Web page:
Tuesday morning shed light on the damage done to Old Gray Cemetery in Knoxville by Monday's severe storms. Strong winds uprooted two large oak trees and damaged some of the historic grave markers.
We're thankful there weren't more than two major trees down, but they were very large and caused a lot of damage," said Gaines Pittenger, president of the Old Gray Cemetery's board of trustees. "The overwhelming thing is just the size of the trees that went down."
The rootball from one of the collapsed trees completely lifted the curb of the paved driveway in the cemetery and also included a headstone. The grave marker was suspended more than 12 feet in the air, still firmly planted in the soil surrounding the tree's trunk.
The uprooted tree peeled away several feet of soil above the grave of a man buried in 1898. There were no visible skeletal remains, but the rootball contained remnants of a coffin's handle as well as some plate glass that may have been part of a casket's viewing window.
"We're just trying to fill in the hole and limit the damage to the extent we can," said Pittenger.
The large trees that provide shade and a picturesque canopy for the historic cemetery also require a great deal of maintenance. The two trees that came crashing down Monday were both healthy.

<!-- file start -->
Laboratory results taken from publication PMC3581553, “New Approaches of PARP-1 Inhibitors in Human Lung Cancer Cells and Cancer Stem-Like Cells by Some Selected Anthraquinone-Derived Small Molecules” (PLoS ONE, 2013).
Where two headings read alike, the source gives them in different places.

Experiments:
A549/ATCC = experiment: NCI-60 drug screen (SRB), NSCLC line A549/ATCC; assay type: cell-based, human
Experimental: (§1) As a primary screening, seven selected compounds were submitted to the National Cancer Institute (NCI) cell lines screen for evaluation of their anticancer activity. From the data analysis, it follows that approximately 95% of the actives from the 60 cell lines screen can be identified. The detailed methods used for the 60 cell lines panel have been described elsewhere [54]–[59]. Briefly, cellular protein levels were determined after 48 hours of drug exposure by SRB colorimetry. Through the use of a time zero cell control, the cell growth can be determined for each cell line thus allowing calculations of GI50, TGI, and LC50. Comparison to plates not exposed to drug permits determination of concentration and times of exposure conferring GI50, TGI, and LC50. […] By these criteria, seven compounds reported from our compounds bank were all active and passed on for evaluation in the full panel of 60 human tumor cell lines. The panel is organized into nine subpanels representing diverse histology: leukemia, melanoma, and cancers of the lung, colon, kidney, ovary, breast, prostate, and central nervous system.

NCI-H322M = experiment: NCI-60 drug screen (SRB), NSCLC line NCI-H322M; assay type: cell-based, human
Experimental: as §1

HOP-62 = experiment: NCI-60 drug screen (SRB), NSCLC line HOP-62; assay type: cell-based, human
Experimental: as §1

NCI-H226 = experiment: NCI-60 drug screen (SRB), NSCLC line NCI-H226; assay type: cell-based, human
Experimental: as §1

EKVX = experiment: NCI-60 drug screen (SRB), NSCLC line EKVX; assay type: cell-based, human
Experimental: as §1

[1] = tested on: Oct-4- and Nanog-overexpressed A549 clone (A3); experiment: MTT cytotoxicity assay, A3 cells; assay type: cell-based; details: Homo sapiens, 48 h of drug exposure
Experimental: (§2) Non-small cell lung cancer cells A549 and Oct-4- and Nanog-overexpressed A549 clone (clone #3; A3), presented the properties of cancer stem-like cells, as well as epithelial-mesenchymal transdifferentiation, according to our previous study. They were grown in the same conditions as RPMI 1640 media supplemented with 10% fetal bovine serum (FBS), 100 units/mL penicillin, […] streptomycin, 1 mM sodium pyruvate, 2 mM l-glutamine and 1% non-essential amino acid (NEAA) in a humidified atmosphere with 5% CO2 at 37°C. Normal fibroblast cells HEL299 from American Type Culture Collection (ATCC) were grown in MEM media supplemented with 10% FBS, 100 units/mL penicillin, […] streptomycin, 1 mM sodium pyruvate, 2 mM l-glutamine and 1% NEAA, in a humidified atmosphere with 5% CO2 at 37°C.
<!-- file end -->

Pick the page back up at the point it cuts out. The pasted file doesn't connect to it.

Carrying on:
"This cemetery is like an outdoor art museum," said Alix Dempster, director of the Old Gray Cemetery. "A lot of these headstones were hand-carved more than a century ago and are irreplaceable."
While the trees caused a great deal of damage in the cemetery, Dempster marveled at many of the near-misses that spared many of the tombstones.
"You look around and see some branches missed beautiful headstones by just a few inches. It just goes to show that something good can come out of something bad," said Dempster.
"There are still a lot of tombstones underneath the trees that we can't really see yet," said Pittenger. "There will be a cleanup effort. We're not sure exactly how to go about it, but we have some great volunteers."
The Old Gray Cemetery is listed in the National Register of Historic Places and is also featured on Tennessee's Civil War Heritage Trail. Knoxville residents have used the ground as an ornate burial site and park since 1850.
The private cemetery relies on volunteers and private donations to maintain the grounds. Those interested in assisting the cemetery may call its main office via phone at 865-522-1423 or by mail at P.O. Box 806, Knoxville, TN, 37901.